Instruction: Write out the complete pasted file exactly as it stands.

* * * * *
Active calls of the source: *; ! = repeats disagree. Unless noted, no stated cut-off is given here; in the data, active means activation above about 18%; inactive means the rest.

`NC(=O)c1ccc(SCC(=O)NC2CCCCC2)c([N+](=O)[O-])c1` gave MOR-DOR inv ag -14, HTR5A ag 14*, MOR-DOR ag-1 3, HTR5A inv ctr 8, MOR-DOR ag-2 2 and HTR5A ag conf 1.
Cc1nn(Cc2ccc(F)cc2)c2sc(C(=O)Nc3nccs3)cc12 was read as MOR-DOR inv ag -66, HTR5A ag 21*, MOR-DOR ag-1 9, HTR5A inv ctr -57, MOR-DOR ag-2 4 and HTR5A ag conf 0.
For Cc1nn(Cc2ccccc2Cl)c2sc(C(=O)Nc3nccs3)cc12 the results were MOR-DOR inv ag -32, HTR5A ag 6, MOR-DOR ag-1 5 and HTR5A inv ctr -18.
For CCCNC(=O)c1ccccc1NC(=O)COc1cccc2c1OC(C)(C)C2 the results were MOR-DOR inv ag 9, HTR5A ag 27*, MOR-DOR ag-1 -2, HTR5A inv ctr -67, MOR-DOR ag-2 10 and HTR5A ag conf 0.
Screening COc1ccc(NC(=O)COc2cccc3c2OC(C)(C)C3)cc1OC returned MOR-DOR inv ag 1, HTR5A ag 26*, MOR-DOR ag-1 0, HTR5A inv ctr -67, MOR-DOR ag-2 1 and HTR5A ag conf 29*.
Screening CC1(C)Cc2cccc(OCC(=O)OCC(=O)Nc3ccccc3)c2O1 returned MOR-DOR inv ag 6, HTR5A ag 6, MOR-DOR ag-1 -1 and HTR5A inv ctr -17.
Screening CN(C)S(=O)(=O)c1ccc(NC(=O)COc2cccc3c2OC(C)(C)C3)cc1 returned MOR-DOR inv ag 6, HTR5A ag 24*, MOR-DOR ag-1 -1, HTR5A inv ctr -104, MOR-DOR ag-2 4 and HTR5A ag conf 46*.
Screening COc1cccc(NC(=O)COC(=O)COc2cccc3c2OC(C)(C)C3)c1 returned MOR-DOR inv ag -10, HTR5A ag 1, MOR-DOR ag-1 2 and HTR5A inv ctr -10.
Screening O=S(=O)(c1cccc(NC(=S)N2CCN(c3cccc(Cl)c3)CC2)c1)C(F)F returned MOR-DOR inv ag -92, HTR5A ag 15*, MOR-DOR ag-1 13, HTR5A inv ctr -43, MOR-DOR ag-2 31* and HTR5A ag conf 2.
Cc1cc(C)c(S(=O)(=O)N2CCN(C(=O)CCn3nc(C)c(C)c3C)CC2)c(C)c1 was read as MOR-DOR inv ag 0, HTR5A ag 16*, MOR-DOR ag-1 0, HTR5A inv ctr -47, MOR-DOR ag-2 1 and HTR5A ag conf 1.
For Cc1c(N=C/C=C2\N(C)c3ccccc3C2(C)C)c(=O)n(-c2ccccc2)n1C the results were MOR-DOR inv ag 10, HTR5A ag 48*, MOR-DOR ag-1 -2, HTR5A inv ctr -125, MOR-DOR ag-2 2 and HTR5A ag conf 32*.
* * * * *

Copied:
Active calls of the source: *; ! = repeats disagree. Unless noted, no stated cut-off is given here; in the data, active means activation above about 18%; inactive means the rest.

`NC(=O)c1ccc(SCC(=O)NC2CCCCC2)c([N+](=O)[O-])c1` gave MOR-DOR inv ag -14, HTR5A ag 14*, MOR-DOR ag-1 3, HTR5A inv ctr 8, MOR-DOR ag-2 2 and HTR5A ag conf 1.
Cc1nn(Cc2ccc(F)cc2)c2sc(C(=O)Nc3nccs3)cc12 was read as MOR-DOR inv ag -66, HTR5A ag 21*, MOR-DOR ag-1 9, HTR5A inv ctr -57, MOR-DOR ag-2 4 and HTR5A ag conf 0.
For Cc1nn(Cc2ccccc2Cl)c2sc(C(=O)Nc3nccs3)cc12 the results were MOR-DOR inv ag -32, HTR5A ag 6, MOR-DOR ag-1 5 and HTR5A inv ctr -18.
For CCCNC(=O)c1ccccc1NC(=O)COc1cccc2c1OC(C)(C)C2 the results were MOR-DOR inv ag 9, HTR5A ag 27*, MOR-DOR ag-1 -2, HTR5A inv ctr -67, MOR-DOR ag-2 10 and HTR5A ag conf 0.
Screening COc1ccc(NC(=O)COc2cccc3c2OC(C)(C)C3)cc1OC returned MOR-DOR inv ag 1, HTR5A ag 26*, MOR-DOR ag-1 0, HTR5A inv ctr -67, MOR-DOR ag-2 1 and HTR5A ag conf 29*.
Screening CC1(C)Cc2cccc(OCC(=O)OCC(=O)Nc3ccccc3)c2O1 returned MOR-DOR inv ag 6, HTR5A ag 6, MOR-DOR ag-1 -1 and HTR5A inv ctr -17.
Screening CN(C)S(=O)(=O)c1ccc(NC(=O)COc2cccc3c2OC(C)(C)C3)cc1 returned MOR-DOR inv ag 6, HTR5A ag 24*, MOR-DOR ag-1 -1, HTR5A inv ctr -104, MOR-DOR ag-2 4 and HTR5A ag conf 46*.
Screening COc1cccc(NC(=O)COC(=O)COc2cccc3c2OC(C)(C)C3)c1 returned MOR-DOR inv ag -10, HTR5A ag 1, MOR-DOR ag-1 2 and HTR5A inv ctr -10.
Screening O=S(=O)(c1cccc(NC(=S)N2CCN(c3cccc(Cl)c3)CC2)c1)C(F)F returned MOR-DOR inv ag -92, HTR5A ag 15*, MOR-DOR ag-1 13, HTR5A inv ctr -43, MOR-DOR ag-2 31* and HTR5A ag conf 2.
Cc1cc(C)c(S(=O)(=O)N2CCN(C(=O)CCn3nc(C)c(C)c3C)CC2)c(C)c1 was read as MOR-DOR inv ag 0, HTR5A ag 16*, MOR-DOR ag-1 0, HTR5A inv ctr -47, MOR-DOR ag-2 1 and HTR5A ag conf 1.
For Cc1c(N=C/C=C2\N(C)c3ccccc3C2(C)C)c(=O)n(-c2ccccc2)n1C the results were MOR-DOR inv ag 10, HTR5A ag 48*, MOR-DOR ag-1 -2, HTR5A inv ctr -125, MOR-DOR ag-2 2 and HTR5A ag conf 32*.